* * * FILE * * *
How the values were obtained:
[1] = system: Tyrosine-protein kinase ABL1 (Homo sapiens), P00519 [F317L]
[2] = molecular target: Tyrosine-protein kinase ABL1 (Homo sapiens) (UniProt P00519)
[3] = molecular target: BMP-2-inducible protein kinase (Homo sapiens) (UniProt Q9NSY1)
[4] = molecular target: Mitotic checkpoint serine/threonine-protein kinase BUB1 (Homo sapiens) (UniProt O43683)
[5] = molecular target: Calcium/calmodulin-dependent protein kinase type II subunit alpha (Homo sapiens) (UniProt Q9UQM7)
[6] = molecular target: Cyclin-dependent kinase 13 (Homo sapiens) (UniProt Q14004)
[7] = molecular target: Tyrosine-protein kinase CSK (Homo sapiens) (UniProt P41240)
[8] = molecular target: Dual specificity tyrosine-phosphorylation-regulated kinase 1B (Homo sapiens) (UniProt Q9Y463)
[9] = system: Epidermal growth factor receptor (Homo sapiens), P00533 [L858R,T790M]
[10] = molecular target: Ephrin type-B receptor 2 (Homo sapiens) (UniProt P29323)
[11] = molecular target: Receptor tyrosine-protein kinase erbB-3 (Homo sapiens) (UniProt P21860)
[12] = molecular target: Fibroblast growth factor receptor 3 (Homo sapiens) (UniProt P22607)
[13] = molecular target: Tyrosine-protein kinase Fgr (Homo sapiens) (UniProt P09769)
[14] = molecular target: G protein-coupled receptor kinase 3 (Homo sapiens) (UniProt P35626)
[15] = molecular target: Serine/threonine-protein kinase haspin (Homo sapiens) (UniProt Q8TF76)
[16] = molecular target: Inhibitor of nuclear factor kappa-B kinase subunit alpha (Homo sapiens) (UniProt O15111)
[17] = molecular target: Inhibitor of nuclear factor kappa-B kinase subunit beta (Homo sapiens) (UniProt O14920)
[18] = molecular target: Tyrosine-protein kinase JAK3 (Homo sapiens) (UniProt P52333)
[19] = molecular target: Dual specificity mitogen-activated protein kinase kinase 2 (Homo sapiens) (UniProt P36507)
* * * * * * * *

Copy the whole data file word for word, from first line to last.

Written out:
How the values were obtained:
[1] = system: Tyrosine-protein kinase ABL1 (Homo sapiens), P00519 [F317L]
[2] = molecular target: Tyrosine-protein kinase ABL1 (Homo sapiens) (UniProt P00519)
[3] = molecular target: BMP-2-inducible protein kinase (Homo sapiens) (UniProt Q9NSY1)
[4] = molecular target: Mitotic checkpoint serine/threonine-protein kinase BUB1 (Homo sapiens) (UniProt O43683)
[5] = molecular target: Calcium/calmodulin-dependent protein kinase type II subunit alpha (Homo sapiens) (UniProt Q9UQM7)
[6] = molecular target: Cyclin-dependent kinase 13 (Homo sapiens) (UniProt Q14004)
[7] = molecular target: Tyrosine-protein kinase CSK (Homo sapiens) (UniProt P41240)
[8] = molecular target: Dual specificity tyrosine-phosphorylation-regulated kinase 1B (Homo sapiens) (UniProt Q9Y463)
[9] = system: Epidermal growth factor receptor (Homo sapiens), P00533 [L858R,T790M]
[10] = molecular target: Ephrin type-B receptor 2 (Homo sapiens) (UniProt P29323)
[11] = molecular target: Receptor tyrosine-protein kinase erbB-3 (Homo sapiens) (UniProt P21860)
[12] = molecular target: Fibroblast growth factor receptor 3 (Homo sapiens) (UniProt P22607)
[13] = molecular target: Tyrosine-protein kinase Fgr (Homo sapiens) (UniProt P09769)
[14] = molecular target: G protein-coupled receptor kinase 3 (Homo sapiens) (UniProt P35626)
[15] = molecular target: Serine/threonine-protein kinase haspin (Homo sapiens) (UniProt Q8TF76)
[16] = molecular target: Inhibitor of nuclear factor kappa-B kinase subunit alpha (Homo sapiens) (UniProt O15111)
[17] = molecular target: Inhibitor of nuclear factor kappa-B kinase subunit beta (Homo sapiens) (UniProt O14920)
[18] = molecular target: Tyrosine-protein kinase JAK3 (Homo sapiens) (UniProt P52333)
[19] = molecular target: Dual specificity mitogen-activated protein kinase kinase 2 (Homo sapiens) (UniProt P36507)